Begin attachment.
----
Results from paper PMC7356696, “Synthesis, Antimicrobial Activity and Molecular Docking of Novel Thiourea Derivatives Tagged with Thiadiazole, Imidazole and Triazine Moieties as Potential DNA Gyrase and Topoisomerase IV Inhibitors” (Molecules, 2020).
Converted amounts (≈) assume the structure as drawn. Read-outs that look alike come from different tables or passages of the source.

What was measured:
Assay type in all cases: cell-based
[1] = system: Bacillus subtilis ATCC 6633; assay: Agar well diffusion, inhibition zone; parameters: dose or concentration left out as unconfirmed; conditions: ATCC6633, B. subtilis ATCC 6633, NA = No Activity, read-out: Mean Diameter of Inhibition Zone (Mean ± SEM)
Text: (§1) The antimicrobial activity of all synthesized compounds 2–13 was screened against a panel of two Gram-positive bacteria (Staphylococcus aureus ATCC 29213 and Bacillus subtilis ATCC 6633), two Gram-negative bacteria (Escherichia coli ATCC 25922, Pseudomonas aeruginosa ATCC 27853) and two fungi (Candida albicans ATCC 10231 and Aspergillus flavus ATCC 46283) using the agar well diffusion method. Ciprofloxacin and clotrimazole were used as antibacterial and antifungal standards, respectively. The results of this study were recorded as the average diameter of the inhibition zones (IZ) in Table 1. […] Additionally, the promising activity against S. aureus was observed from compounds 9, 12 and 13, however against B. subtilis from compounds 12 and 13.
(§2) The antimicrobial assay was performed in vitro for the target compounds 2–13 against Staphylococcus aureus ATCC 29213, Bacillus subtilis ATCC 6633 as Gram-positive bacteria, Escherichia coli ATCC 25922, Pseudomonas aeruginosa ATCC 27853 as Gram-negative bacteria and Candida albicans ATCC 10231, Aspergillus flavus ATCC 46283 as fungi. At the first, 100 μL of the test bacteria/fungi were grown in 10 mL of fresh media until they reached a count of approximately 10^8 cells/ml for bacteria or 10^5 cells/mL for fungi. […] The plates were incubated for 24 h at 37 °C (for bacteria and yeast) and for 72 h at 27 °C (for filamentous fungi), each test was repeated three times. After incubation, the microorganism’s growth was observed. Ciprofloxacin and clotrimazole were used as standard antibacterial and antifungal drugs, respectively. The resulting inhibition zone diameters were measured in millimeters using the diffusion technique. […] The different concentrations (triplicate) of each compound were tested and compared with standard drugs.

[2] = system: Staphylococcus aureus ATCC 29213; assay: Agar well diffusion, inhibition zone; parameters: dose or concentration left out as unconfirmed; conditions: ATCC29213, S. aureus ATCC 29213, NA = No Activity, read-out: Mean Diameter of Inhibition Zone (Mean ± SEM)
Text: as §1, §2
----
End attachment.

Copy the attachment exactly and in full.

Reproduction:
Results from paper PMC7356696, “Synthesis, Antimicrobial Activity and Molecular Docking of Novel Thiourea Derivatives Tagged with Thiadiazole, Imidazole and Triazine Moieties as Potential DNA Gyrase and Topoisomerase IV Inhibitors” (Molecules, 2020).
Converted amounts (≈) assume the structure as drawn. Read-outs that look alike come from different tables or passages of the source.

What was measured:
Assay type in all cases: cell-based
[1] = system: Bacillus subtilis ATCC 6633; assay: Agar well diffusion, inhibition zone; parameters: dose or concentration left out as unconfirmed; conditions: ATCC6633, B. subtilis ATCC 6633, NA = No Activity, read-out: Mean Diameter of Inhibition Zone (Mean ± SEM)
Text: (§1) The antimicrobial activity of all synthesized compounds 2–13 was screened against a panel of two Gram-positive bacteria (Staphylococcus aureus ATCC 29213 and Bacillus subtilis ATCC 6633), two Gram-negative bacteria (Escherichia coli ATCC 25922, Pseudomonas aeruginosa ATCC 27853) and two fungi (Candida albicans ATCC 10231 and Aspergillus flavus ATCC 46283) using the agar well diffusion method. Ciprofloxacin and clotrimazole were used as antibacterial and antifungal standards, respectively. The results of this study were recorded as the average diameter of the inhibition zones (IZ) in Table 1. […] Additionally, the promising activity against S. aureus was observed from compounds 9, 12 and 13, however against B. subtilis from compounds 12 and 13.
(§2) The antimicrobial assay was performed in vitro for the target compounds 2–13 against Staphylococcus aureus ATCC 29213, Bacillus subtilis ATCC 6633 as Gram-positive bacteria, Escherichia coli ATCC 25922, Pseudomonas aeruginosa ATCC 27853 as Gram-negative bacteria and Candida albicans ATCC 10231, Aspergillus flavus ATCC 46283 as fungi. At the first, 100 μL of the test bacteria/fungi were grown in 10 mL of fresh media until they reached a count of approximately 10^8 cells/ml for bacteria or 10^5 cells/mL for fungi. […] The plates were incubated for 24 h at 37 °C (for bacteria and yeast) and for 72 h at 27 °C (for filamentous fungi), each test was repeated three times. After incubation, the microorganism’s growth was observed. Ciprofloxacin and clotrimazole were used as standard antibacterial and antifungal drugs, respectively. The resulting inhibition zone diameters were measured in millimeters using the diffusion technique. […] The different concentrations (triplicate) of each compound were tested and compared with standard drugs.

[2] = system: Staphylococcus aureus ATCC 29213; assay: Agar well diffusion, inhibition zone; parameters: dose or concentration left out as unconfirmed; conditions: ATCC29213, S. aureus ATCC 29213, NA = No Activity, read-out: Mean Diameter of Inhibition Zone (Mean ± SEM)
Text: as §1, §2